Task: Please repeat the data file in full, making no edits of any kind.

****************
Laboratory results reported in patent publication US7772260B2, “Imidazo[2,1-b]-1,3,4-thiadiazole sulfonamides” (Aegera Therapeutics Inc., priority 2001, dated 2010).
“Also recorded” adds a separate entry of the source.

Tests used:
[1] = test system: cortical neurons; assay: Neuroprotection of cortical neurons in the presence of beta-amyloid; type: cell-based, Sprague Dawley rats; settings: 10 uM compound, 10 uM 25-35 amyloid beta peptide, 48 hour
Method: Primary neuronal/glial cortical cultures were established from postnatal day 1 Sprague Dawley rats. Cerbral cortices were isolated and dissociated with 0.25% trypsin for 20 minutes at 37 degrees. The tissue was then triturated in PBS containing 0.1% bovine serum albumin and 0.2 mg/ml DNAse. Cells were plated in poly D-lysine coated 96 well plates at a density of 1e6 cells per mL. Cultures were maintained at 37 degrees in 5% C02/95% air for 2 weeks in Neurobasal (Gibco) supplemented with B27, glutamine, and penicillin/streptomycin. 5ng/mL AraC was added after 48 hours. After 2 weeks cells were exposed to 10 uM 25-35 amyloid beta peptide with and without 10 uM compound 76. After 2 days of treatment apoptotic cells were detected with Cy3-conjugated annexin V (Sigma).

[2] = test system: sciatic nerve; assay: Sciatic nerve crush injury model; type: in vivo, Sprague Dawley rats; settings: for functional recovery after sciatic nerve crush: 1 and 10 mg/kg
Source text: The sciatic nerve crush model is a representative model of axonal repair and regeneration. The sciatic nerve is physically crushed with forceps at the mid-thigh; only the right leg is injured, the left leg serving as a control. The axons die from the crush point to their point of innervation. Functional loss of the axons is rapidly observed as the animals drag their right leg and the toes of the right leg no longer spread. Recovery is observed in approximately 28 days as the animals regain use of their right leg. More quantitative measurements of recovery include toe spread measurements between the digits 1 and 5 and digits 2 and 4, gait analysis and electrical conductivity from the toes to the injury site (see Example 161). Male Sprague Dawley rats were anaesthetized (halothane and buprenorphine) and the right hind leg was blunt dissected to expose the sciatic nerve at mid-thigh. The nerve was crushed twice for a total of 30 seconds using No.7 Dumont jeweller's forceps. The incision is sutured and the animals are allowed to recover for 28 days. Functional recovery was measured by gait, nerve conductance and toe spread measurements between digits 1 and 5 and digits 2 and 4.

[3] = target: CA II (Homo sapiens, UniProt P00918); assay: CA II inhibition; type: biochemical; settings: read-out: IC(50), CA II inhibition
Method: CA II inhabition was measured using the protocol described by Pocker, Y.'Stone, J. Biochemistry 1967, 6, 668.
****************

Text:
Laboratory results reported in patent publication US7772260B2, “Imidazo[2,1-b]-1,3,4-thiadiazole sulfonamides” (Aegera Therapeutics Inc., priority 2001, dated 2010).
“Also recorded” adds a separate entry of the source.

Tests used:
[1] = test system: cortical neurons; assay: Neuroprotection of cortical neurons in the presence of beta-amyloid; type: cell-based, Sprague Dawley rats; settings: 10 uM compound, 10 uM 25-35 amyloid beta peptide, 48 hour
Method: Primary neuronal/glial cortical cultures were established from postnatal day 1 Sprague Dawley rats. Cerbral cortices were isolated and dissociated with 0.25% trypsin for 20 minutes at 37 degrees. The tissue was then triturated in PBS containing 0.1% bovine serum albumin and 0.2 mg/ml DNAse. Cells were plated in poly D-lysine coated 96 well plates at a density of 1e6 cells per mL. Cultures were maintained at 37 degrees in 5% C02/95% air for 2 weeks in Neurobasal (Gibco) supplemented with B27, glutamine, and penicillin/streptomycin. 5ng/mL AraC was added after 48 hours. After 2 weeks cells were exposed to 10 uM 25-35 amyloid beta peptide with and without 10 uM compound 76. After 2 days of treatment apoptotic cells were detected with Cy3-conjugated annexin V (Sigma).

[2] = test system: sciatic nerve; assay: Sciatic nerve crush injury model; type: in vivo, Sprague Dawley rats; settings: for functional recovery after sciatic nerve crush: 1 and 10 mg/kg
Source text: The sciatic nerve crush model is a representative model of axonal repair and regeneration. The sciatic nerve is physically crushed with forceps at the mid-thigh; only the right leg is injured, the left leg serving as a control. The axons die from the crush point to their point of innervation. Functional loss of the axons is rapidly observed as the animals drag their right leg and the toes of the right leg no longer spread. Recovery is observed in approximately 28 days as the animals regain use of their right leg. More quantitative measurements of recovery include toe spread measurements between the digits 1 and 5 and digits 2 and 4, gait analysis and electrical conductivity from the toes to the injury site (see Example 161). Male Sprague Dawley rats were anaesthetized (halothane and buprenorphine) and the right hind leg was blunt dissected to expose the sciatic nerve at mid-thigh. The nerve was crushed twice for a total of 30 seconds using No.7 Dumont jeweller's forceps. The incision is sutured and the animals are allowed to recover for 28 days. Functional recovery was measured by gait, nerve conductance and toe spread measurements between digits 1 and 5 and digits 2 and 4.

[3] = target: CA II (Homo sapiens, UniProt P00918); assay: CA II inhibition; type: biochemical; settings: read-out: IC(50), CA II inhibition
Method: CA II inhabition was measured using the protocol described by Pocker, Y.'Stone, J. Biochemistry 1967, 6, 668.